Ramez Azimi, director of the Samaa station in the city of Ghazni, the capital of eastern Ghazni province, said he had received phone calls as well as written warning notes purportedly from the Taliban commander. The commander was not identified.
Azimi said Taliban insurgents, who control several districts in Ghazni province, threatened them because three of the station's 16 employees are women. The Taliban are against women's rights to education and work.
Zabihullah Mujahid, a Taliban spokesman, denied the insurgents had threatened Samaa.
On Saturday, a local radio journalist was killed in neighboring Paktia province. The police said it was not immediately clear if the killing of Nader Shah, a newsreader for Radio Gardez, was linked to his work or a personal dispute.
The developments come despite stepped-up efforts by the United States to find a negotiated end to the country's nearly 18-year-long conflict, America's longest war.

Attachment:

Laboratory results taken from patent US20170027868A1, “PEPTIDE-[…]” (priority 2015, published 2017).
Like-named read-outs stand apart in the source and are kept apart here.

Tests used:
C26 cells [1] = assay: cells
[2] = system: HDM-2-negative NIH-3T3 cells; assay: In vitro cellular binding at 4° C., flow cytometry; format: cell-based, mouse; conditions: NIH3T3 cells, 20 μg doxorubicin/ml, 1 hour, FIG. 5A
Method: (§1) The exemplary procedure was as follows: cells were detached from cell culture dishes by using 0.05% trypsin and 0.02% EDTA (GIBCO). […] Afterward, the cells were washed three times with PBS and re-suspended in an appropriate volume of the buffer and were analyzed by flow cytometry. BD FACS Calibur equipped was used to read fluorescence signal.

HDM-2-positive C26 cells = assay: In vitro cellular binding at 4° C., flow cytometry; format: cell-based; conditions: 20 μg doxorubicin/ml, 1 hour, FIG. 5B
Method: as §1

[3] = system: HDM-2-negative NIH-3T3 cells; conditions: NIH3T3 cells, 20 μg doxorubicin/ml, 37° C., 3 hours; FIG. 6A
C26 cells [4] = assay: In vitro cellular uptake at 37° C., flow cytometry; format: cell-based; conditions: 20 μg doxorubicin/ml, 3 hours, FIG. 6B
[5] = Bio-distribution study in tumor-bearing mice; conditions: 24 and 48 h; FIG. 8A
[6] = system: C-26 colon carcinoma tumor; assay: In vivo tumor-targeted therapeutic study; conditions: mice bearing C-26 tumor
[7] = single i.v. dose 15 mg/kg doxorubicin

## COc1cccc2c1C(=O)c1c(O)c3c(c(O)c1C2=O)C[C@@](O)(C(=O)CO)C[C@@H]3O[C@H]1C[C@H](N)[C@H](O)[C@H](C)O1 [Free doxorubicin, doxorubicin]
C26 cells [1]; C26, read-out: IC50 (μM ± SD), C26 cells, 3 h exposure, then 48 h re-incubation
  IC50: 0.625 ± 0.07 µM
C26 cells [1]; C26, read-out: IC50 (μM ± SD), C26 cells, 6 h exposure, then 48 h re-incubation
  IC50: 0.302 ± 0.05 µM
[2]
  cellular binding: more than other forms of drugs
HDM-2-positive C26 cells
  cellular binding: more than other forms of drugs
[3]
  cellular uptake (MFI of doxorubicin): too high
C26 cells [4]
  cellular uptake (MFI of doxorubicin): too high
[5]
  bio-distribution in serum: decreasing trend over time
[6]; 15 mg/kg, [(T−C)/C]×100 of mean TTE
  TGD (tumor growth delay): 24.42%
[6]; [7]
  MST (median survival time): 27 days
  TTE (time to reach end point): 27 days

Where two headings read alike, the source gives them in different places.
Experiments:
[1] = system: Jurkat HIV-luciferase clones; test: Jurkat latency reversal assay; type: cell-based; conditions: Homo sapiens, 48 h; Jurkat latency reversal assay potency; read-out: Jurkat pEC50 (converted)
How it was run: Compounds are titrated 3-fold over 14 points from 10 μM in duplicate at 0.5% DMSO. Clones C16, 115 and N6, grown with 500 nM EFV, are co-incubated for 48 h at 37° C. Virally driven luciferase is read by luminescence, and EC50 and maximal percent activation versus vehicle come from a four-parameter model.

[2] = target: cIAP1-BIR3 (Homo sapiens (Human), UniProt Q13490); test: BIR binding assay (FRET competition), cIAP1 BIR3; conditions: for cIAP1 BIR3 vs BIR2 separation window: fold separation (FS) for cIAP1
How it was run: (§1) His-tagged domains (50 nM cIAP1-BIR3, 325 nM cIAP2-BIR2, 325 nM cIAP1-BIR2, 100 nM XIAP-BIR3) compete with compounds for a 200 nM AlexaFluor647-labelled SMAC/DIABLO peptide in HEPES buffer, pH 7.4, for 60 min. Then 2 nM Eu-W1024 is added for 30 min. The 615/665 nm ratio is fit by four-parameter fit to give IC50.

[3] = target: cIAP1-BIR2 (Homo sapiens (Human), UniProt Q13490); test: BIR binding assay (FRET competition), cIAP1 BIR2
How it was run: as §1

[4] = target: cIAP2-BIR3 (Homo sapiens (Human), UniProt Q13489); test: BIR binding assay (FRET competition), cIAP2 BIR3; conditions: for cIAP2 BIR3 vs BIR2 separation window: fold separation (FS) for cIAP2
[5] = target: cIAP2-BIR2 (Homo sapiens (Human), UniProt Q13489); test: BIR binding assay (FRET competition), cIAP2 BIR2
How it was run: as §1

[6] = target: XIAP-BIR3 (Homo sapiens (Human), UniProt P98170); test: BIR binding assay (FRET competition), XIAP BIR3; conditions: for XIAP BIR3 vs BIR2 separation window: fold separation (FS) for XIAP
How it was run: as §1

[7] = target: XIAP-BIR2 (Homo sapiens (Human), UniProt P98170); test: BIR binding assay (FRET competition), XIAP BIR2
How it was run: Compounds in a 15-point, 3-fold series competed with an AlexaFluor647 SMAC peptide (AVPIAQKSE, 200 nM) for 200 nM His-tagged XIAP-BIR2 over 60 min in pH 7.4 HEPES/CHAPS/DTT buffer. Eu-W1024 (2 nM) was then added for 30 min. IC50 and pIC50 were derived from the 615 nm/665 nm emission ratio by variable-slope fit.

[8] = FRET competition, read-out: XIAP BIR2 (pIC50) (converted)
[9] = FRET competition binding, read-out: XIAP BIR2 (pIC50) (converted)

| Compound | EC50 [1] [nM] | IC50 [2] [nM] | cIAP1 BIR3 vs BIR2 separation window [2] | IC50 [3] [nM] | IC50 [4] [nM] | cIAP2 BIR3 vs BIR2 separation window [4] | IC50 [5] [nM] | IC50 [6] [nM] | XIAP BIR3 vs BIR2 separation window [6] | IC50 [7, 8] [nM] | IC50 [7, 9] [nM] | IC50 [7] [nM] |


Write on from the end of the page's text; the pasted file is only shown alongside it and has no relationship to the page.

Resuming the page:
Afghan talks that brought together the country's warring sides ended last week in Qatar's capital, Doha, with a statement that appeared to move closer to peace by laying down the outlines of a roadmap for the country's future.
According to Azimi, the Samaa station was closed four days ago. Azimi told The Associated Press this is its third closure in the past four years. The station was forced to shut down twice in 2015, the first time for a month after which it reopened thanks to mediation by the elders, he said. Later that year it closed again, for nine months.
"At one point, four Taliban fighters came to our home in Ghazni city to threaten me and my brother, who is also working at the station," Azimi added.
Azimi's father, Zarif, a doctor who owns a medical clinic and a pharmacy in the city, says the threats are worrisome.
"I can't stay in Ghazni, I can't let the Taliban harm my sons or any of my family members," he said.